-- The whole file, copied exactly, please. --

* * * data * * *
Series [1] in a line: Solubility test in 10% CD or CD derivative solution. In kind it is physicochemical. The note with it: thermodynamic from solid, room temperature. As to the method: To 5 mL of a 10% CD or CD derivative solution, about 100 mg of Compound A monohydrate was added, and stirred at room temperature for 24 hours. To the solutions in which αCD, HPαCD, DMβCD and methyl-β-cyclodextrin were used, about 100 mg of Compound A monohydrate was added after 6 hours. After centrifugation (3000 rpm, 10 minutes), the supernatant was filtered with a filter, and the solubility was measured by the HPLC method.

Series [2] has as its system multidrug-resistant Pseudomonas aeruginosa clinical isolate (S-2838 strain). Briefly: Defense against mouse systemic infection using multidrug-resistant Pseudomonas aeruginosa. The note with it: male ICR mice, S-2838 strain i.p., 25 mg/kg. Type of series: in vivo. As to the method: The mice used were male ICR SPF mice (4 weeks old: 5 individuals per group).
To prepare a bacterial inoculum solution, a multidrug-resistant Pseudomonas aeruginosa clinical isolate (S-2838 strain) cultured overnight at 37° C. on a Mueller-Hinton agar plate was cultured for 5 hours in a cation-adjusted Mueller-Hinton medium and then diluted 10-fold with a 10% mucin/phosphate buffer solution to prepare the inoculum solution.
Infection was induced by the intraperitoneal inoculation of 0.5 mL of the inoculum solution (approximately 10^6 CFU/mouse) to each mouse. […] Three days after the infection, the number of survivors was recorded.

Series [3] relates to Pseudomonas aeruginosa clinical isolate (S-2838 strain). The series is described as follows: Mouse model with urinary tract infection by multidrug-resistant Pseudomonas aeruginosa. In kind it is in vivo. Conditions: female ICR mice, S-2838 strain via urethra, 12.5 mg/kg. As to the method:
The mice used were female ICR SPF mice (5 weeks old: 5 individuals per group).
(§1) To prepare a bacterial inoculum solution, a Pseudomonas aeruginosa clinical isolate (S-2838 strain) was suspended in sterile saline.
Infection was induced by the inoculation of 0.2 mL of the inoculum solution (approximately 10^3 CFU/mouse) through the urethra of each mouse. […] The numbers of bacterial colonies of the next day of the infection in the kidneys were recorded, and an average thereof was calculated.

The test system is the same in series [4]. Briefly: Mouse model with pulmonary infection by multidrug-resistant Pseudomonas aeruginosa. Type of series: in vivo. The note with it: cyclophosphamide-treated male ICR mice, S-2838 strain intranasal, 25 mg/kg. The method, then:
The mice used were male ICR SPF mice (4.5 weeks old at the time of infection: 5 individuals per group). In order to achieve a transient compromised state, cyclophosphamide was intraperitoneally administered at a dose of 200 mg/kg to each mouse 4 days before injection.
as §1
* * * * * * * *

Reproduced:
Series [1] in a line: Solubility test in 10% CD or CD derivative solution. In kind it is physicochemical. The note with it: thermodynamic from solid, room temperature. As to the method: To 5 mL of a 10% CD or CD derivative solution, about 100 mg of Compound A monohydrate was added, and stirred at room temperature for 24 hours. To the solutions in which αCD, HPαCD, DMβCD and methyl-β-cyclodextrin were used, about 100 mg of Compound A monohydrate was added after 6 hours. After centrifugation (3000 rpm, 10 minutes), the supernatant was filtered with a filter, and the solubility was measured by the HPLC method.

Series [2] has as its system multidrug-resistant Pseudomonas aeruginosa clinical isolate (S-2838 strain). Briefly: Defense against mouse systemic infection using multidrug-resistant Pseudomonas aeruginosa. The note with it: male ICR mice, S-2838 strain i.p., 25 mg/kg. Type of series: in vivo. As to the method: The mice used were male ICR SPF mice (4 weeks old: 5 individuals per group).
To prepare a bacterial inoculum solution, a multidrug-resistant Pseudomonas aeruginosa clinical isolate (S-2838 strain) cultured overnight at 37° C. on a Mueller-Hinton agar plate was cultured for 5 hours in a cation-adjusted Mueller-Hinton medium and then diluted 10-fold with a 10% mucin/phosphate buffer solution to prepare the inoculum solution.
Infection was induced by the intraperitoneal inoculation of 0.5 mL of the inoculum solution (approximately 10^6 CFU/mouse) to each mouse. […] Three days after the infection, the number of survivors was recorded.

Series [3] relates to Pseudomonas aeruginosa clinical isolate (S-2838 strain). The series is described as follows: Mouse model with urinary tract infection by multidrug-resistant Pseudomonas aeruginosa. In kind it is in vivo. Conditions: female ICR mice, S-2838 strain via urethra, 12.5 mg/kg. As to the method:
The mice used were female ICR SPF mice (5 weeks old: 5 individuals per group).
(§1) To prepare a bacterial inoculum solution, a Pseudomonas aeruginosa clinical isolate (S-2838 strain) was suspended in sterile saline.
Infection was induced by the inoculation of 0.2 mL of the inoculum solution (approximately 10^3 CFU/mouse) through the urethra of each mouse. […] The numbers of bacterial colonies of the next day of the infection in the kidneys were recorded, and an average thereof was calculated.

The test system is the same in series [4]. Briefly: Mouse model with pulmonary infection by multidrug-resistant Pseudomonas aeruginosa. Type of series: in vivo. The note with it: cyclophosphamide-treated male ICR mice, S-2838 strain intranasal, 25 mg/kg. The method, then:
The mice used were male ICR SPF mice (4.5 weeks old at the time of infection: 5 individuals per group). In order to achieve a transient compromised state, cyclophosphamide was intraperitoneally administered at a dose of 200 mg/kg to each mouse 4 days before injection.
as §1